It’s important to note that there are techniques beyond cond for implementing map-based dispatch. One such technique is a dispatch map, generally implemented as a map of keys to functions.

Next up are multimethods. Unlike cond-based polymorphism, multimethods separate dispatch from implementation. On account of this, they can be extended after their creation. Multimethods are defined using the defmulti macro, which behaves similarly to defn but specifies a dispatch function instead of an implementation.

Let’s break down the defmulti declaration for a rather simple multimethod, the area function:

(defmulti area ;                    <1>
  "Calculate the area of a shape" ; <2>
  :type) ;                          <3>
  1. The function name for this multimethod
  2. A docstring describing the function
  3. The dispatch function

Using the keyword :type as a dispatch function doesn’t do justice to the flexibility of multimethods: they’re capable of much more. Multimethods allow you to perform arbitrarily complex introspection of the arguments they are invoked with.

When choosing a map lookup like :type for a dispatch function, you also imply the arity of the function (the number of arguments it accepts). Since keywords act as a function on one argument (a map), area is a single-arity function. Other functions will imply different arities. A common pattern with multimethods is to use an anonymous function to make the intended arity of a multimethod more explicit:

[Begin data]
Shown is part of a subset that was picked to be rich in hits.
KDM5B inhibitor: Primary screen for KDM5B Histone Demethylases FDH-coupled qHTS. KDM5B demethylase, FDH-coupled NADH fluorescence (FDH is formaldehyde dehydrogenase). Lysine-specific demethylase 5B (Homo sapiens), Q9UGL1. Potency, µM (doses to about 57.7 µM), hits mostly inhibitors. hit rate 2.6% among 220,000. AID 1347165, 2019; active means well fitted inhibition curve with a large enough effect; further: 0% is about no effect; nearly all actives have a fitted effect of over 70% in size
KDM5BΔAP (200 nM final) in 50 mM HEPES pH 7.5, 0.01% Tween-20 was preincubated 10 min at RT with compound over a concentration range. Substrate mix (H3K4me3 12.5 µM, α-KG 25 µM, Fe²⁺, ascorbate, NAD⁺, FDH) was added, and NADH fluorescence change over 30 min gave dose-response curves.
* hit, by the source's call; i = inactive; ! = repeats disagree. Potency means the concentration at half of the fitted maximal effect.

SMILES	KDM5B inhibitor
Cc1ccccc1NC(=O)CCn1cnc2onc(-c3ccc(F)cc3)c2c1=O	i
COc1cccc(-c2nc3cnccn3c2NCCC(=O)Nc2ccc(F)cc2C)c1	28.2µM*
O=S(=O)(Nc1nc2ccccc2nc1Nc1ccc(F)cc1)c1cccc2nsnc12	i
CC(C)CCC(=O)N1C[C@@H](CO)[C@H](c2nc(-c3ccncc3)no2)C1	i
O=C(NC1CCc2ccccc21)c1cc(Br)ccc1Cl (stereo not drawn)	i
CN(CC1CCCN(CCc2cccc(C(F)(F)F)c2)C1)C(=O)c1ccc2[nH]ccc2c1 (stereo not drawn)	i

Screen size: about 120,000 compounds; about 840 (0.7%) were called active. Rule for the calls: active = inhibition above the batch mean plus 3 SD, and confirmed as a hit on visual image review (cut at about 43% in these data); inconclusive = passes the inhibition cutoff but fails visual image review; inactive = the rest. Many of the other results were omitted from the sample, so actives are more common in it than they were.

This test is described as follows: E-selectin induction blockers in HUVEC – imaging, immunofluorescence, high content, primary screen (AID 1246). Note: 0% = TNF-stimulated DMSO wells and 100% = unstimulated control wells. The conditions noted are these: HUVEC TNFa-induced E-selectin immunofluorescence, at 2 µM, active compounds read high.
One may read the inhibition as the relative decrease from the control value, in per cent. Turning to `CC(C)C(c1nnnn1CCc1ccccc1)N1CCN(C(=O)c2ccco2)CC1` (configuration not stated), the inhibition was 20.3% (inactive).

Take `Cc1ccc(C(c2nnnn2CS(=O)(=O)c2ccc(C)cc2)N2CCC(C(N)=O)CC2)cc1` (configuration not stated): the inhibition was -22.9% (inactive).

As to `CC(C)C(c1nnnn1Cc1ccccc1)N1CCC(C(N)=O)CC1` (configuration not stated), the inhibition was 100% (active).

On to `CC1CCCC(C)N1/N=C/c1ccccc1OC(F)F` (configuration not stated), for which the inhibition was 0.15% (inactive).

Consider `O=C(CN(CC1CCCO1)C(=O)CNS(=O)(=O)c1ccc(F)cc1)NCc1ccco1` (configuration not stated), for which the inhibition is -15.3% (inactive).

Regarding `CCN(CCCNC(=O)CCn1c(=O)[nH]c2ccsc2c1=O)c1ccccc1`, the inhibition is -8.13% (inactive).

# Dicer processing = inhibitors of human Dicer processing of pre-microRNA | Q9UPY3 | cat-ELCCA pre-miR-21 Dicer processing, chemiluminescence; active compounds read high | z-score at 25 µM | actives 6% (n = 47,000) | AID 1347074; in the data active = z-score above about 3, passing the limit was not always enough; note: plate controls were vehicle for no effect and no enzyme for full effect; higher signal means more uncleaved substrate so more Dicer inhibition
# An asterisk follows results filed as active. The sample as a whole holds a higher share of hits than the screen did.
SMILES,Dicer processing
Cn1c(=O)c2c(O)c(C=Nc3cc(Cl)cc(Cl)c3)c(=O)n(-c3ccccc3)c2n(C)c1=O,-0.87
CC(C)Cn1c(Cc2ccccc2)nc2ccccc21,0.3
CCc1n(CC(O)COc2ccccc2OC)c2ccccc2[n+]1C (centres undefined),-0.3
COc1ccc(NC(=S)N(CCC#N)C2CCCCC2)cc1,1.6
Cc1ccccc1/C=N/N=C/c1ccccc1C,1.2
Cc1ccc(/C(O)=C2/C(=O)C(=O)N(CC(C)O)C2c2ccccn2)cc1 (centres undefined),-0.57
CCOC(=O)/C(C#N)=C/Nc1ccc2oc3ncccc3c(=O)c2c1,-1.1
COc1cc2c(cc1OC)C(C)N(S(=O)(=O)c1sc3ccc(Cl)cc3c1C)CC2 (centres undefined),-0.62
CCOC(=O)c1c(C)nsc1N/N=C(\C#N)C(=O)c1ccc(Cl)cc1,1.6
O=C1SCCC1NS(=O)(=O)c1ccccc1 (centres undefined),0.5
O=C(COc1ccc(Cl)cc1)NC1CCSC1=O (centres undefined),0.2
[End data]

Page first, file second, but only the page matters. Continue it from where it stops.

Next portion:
(defmulti ingest-message
  "Ingest a message into an application"
  (fn [app message] ;      <1>
    (:priority message)) ; <2>
  :default :low) ;         <3>
  1. ingest-messages accepts two arguments, an app and a message.
  2. message will be processed differently depending on its priority.
  3. In the absence of a :priority key on message, the default priority will be :low. Without specifying, the default dispatch value is :default.
(defmethod ingest-message :low [app message]
  (println (str "Ingesting message " message ", eventually...")))

(defmethod ingest-message :high [app message]
  (println (str "Ingesting message " message ", now.")))

(ingest-message {} {:type :stats :value [1 2 3]})
;; *out*
;; Ingesting message {:type :stats :value [1 2 3]}, eventually...

(ingest-message {} {:type :heartbeat :priority :high})
;; *out*
;; Ingesting message {:type :heartbeat, :priority :high}, now.

In all of the examples so far, we’ve always dispatched on a single value. Multimethods also support something called multiple dispatch, whereby a function can be dispatched upon any number of factors.

By returning a vector rather than a single value in our dispatch, we can make more dynamic decisions:

(defmulti convert
  "Convert a thing from one type to another"
  (fn [request thing]
    [(:input-format request) (:output-format request)])) ; <1>

(require 'clojure.edn)
(defmethod convert [:edn-string :clojure] ;                <2>
  [_ str]
  (clojure.edn/read-string str))

(require '
(defmethod convert [:clojure :json] ;                      <3>
  [_ thing]
  ( thing))

(convert {:input-format :edn-string
          :output-format :clojure}
         "{:foo :bar}")
;; -> {:foo :bar}

(convert {:input-format :clojure
          :output-format :json}
         {:foo [:bar :baz]})
;; -> "{\"foo\":[\"bar\",\"baz\"]}"
  1. The convert multimethod dispatches on input and output format.
  2. An implementation of convert that converts from edn strings to Clojure data.
  3. Similarly, an implementation that converts from Clojure data to JSON.